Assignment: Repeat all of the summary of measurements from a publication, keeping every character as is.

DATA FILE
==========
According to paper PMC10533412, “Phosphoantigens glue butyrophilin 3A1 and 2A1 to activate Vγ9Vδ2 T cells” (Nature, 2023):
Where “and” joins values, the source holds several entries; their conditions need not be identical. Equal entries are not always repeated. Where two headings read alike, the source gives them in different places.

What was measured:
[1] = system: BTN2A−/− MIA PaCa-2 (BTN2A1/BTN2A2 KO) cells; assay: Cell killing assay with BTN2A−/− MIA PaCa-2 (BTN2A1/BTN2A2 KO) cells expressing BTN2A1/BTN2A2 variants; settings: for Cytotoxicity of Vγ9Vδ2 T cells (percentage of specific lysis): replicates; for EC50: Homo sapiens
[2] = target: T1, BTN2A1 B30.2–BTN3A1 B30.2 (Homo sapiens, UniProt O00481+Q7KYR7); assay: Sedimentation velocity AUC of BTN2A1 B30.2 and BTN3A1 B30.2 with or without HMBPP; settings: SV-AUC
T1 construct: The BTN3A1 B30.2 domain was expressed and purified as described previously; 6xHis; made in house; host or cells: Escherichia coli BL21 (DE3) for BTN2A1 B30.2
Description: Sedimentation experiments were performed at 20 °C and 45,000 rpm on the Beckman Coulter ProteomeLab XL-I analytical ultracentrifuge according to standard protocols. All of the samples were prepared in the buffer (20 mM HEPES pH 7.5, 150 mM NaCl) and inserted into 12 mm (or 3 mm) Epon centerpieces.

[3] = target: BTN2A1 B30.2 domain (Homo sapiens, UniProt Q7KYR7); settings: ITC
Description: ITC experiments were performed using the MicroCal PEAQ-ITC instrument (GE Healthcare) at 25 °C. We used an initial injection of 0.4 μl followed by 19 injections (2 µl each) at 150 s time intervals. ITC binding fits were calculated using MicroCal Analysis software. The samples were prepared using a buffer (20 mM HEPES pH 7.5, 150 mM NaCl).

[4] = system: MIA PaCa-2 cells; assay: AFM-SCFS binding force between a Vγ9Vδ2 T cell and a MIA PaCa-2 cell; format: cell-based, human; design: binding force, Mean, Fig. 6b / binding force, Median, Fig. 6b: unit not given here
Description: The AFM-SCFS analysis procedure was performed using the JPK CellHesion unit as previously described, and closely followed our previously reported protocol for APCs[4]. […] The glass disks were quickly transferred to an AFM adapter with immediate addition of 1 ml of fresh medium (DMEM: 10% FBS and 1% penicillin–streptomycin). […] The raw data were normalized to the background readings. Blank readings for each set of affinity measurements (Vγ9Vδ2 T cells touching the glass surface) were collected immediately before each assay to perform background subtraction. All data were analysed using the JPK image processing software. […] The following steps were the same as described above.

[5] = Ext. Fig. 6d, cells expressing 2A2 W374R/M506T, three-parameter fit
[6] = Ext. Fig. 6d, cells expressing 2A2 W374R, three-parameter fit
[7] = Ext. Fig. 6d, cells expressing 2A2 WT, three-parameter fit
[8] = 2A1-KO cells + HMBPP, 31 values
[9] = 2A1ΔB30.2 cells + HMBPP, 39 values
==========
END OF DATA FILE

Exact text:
According to paper PMC10533412, “Phosphoantigens glue butyrophilin 3A1 and 2A1 to activate Vγ9Vδ2 T cells” (Nature, 2023):
Where “and” joins values, the source holds several entries; their conditions need not be identical. Equal entries are not always repeated. Where two headings read alike, the source gives them in different places.

What was measured:
[1] = system: BTN2A−/− MIA PaCa-2 (BTN2A1/BTN2A2 KO) cells; assay: Cell killing assay with BTN2A−/− MIA PaCa-2 (BTN2A1/BTN2A2 KO) cells expressing BTN2A1/BTN2A2 variants; settings: for Cytotoxicity of Vγ9Vδ2 T cells (percentage of specific lysis): replicates; for EC50: Homo sapiens
[2] = target: T1, BTN2A1 B30.2–BTN3A1 B30.2 (Homo sapiens, UniProt O00481+Q7KYR7); assay: Sedimentation velocity AUC of BTN2A1 B30.2 and BTN3A1 B30.2 with or without HMBPP; settings: SV-AUC
T1 construct: The BTN3A1 B30.2 domain was expressed and purified as described previously; 6xHis; made in house; host or cells: Escherichia coli BL21 (DE3) for BTN2A1 B30.2
Description: Sedimentation experiments were performed at 20 °C and 45,000 rpm on the Beckman Coulter ProteomeLab XL-I analytical ultracentrifuge according to standard protocols. All of the samples were prepared in the buffer (20 mM HEPES pH 7.5, 150 mM NaCl) and inserted into 12 mm (or 3 mm) Epon centerpieces.

[3] = target: BTN2A1 B30.2 domain (Homo sapiens, UniProt Q7KYR7); settings: ITC
Description: ITC experiments were performed using the MicroCal PEAQ-ITC instrument (GE Healthcare) at 25 °C. We used an initial injection of 0.4 μl followed by 19 injections (2 µl each) at 150 s time intervals. ITC binding fits were calculated using MicroCal Analysis software. The samples were prepared using a buffer (20 mM HEPES pH 7.5, 150 mM NaCl).

[4] = system: MIA PaCa-2 cells; assay: AFM-SCFS binding force between a Vγ9Vδ2 T cell and a MIA PaCa-2 cell; format: cell-based, human; design: binding force, Mean, Fig. 6b / binding force, Median, Fig. 6b: unit not given here
Description: The AFM-SCFS analysis procedure was performed using the JPK CellHesion unit as previously described, and closely followed our previously reported protocol for APCs[4]. […] The glass disks were quickly transferred to an AFM adapter with immediate addition of 1 ml of fresh medium (DMEM: 10% FBS and 1% penicillin–streptomycin). […] The raw data were normalized to the background readings. Blank readings for each set of affinity measurements (Vγ9Vδ2 T cells touching the glass surface) were collected immediately before each assay to perform background subtraction. All data were analysed using the JPK image processing software. […] The following steps were the same as described above.

[5] = Ext. Fig. 6d, cells expressing 2A2 W374R/M506T, three-parameter fit
[6] = Ext. Fig. 6d, cells expressing 2A2 W374R, three-parameter fit
[7] = Ext. Fig. 6d, cells expressing 2A2 WT, three-parameter fit
[8] = 2A1-KO cells + HMBPP, 31 values
[9] = 2A1ΔB30.2 cells + HMBPP, 39 values